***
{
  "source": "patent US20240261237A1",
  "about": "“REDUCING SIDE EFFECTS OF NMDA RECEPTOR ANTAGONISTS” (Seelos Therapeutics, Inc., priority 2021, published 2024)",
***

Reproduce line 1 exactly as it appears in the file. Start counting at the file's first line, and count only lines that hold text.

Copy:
{